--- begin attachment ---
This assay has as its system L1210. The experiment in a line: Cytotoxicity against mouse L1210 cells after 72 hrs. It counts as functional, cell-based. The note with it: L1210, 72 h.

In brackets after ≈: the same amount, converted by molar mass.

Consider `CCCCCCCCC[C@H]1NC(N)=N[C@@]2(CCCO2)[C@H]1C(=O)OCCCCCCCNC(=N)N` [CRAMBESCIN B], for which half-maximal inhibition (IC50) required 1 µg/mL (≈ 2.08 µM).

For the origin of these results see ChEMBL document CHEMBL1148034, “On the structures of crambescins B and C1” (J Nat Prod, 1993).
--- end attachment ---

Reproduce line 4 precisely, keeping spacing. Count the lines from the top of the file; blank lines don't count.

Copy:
For the origin of these results see ChEMBL document CHEMBL1148034, “On the structures of crambescins B and C1” (J Nat Prod, 1993).